Munich Personal RePEc Archive

Greening Economy, Graying Society

Bretschger, Lucas (2015): Greening Economy, Graying Society. Published in: CER-ETH Press (June 2015)

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The world economy is affecting ecosystems in a way that puts future living standards at risk. Important issues include global warming, fading resource stocks, scarce water supplies, and decreasing biodiversity. It is broadly ac-accepted that the future of our planet should be one of our major concerns. But when it comes to concrete policies, most clearly those related to climate change, grave difficulties arise. This may come as a surprise. In fact, it should not be surprising. Forward-looking and green policies have always proved to be demanding and controversial. At the global scale, national policy difficulties are only compounded. There is not sufficient consensus across the different countries.

World society is not very dynamic in problem solving. Rather, it is graying and inertial, cultivating conservative views and institutions. Economic interests and political perceptions diverge widely across countries. While the potentials offered by green technologies are huge, institutions have not yet adapted to meet the challenges. The political debate lacks sufficient focus; it includes very diverse opinions and notions on admittedly complex issues.

It is true that the most prominent sustainability policy, climate policy, combines the most difficult and complex conditions for policy making in a single subject. Correction of a big market failure, international consensus building, long-run planning, major uncertainties, huge equity concerns, and very heterogeneous country interests are ingredients that would bedevil any political decision.

On the bright side, concepts such as “green economy” and “sustainable development” have prominently entered the political debate, documenting the rising number of bridges between economy and ecology. Re-source-efficient technologies are increasingly being developed and applied. Yet, while everyone would highly welcome political solutions to the climate problem, accepting their consequences is much less widely embraced. These include significant reductions in natural resource use, especially with fossil fuels. They also entail acknowledging responsibility for past emissions and obligations to other countries and future generations. Consistent sustainability policies require a framework and an institutional setting that has yet to be built and globally implemented. Such a framework would end-able policymakers exploiting the huge potentials for greening the economy.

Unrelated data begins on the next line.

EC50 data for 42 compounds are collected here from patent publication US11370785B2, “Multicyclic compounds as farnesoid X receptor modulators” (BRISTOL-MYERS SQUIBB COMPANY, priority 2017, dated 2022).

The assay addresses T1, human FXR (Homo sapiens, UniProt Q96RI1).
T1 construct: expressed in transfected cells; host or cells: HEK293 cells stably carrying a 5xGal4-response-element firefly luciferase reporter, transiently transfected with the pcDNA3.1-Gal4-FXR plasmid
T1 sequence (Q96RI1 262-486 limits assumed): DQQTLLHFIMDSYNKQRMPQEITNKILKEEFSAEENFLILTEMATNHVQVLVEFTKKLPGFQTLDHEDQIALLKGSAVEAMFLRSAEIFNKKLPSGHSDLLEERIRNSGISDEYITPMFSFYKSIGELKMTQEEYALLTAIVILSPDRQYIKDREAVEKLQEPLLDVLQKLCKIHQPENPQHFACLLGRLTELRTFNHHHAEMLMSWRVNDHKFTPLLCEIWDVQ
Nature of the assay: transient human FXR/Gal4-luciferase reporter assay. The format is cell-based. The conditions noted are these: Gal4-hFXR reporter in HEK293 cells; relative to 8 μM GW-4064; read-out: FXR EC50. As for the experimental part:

Many scientific and applied contributions on sustainability have al-ready been published. But the majority of the advocated policies have not been implemented; major problems such as global warming have not yet been properly addressed. It appears that sustainability policies are not attracting sufficient political support. By pointing to the profound problems inherent in policy making in this area, this book explains why this is the case. It also provides the elements needed to increase general understanding and to find political consensus.

Compared to the much broader scientific contributions on sustainability, some authored by large numbers of international researchers in different disciplines, the present book takes a more modest approach. It draws on selected research results to explain the most important sustainability is-sues from the point of view of economics. The book points at central underlying problems and misperceptions with the aim of increasing ambitions and rationality in political decision making. It reflects the high complexity of reaching sustainable development, which will require the contribution of social sciences involving many different perspectives.

The book uses neither formal models nor mathematical equations. These can be found in the underlying original academic works cited in the references. The approach follows that of the famous economist Alfred Mar-shall, who advised using formal analysis until the results were fully de-rived but then to “burn” the mathematics, translate the conclusions into normal language, and illustrate them by “examples that are important in real life.” In following this procedure, this book aims to make the economic approach to sustainability attractive for a broader audience and a useful input to policy making.

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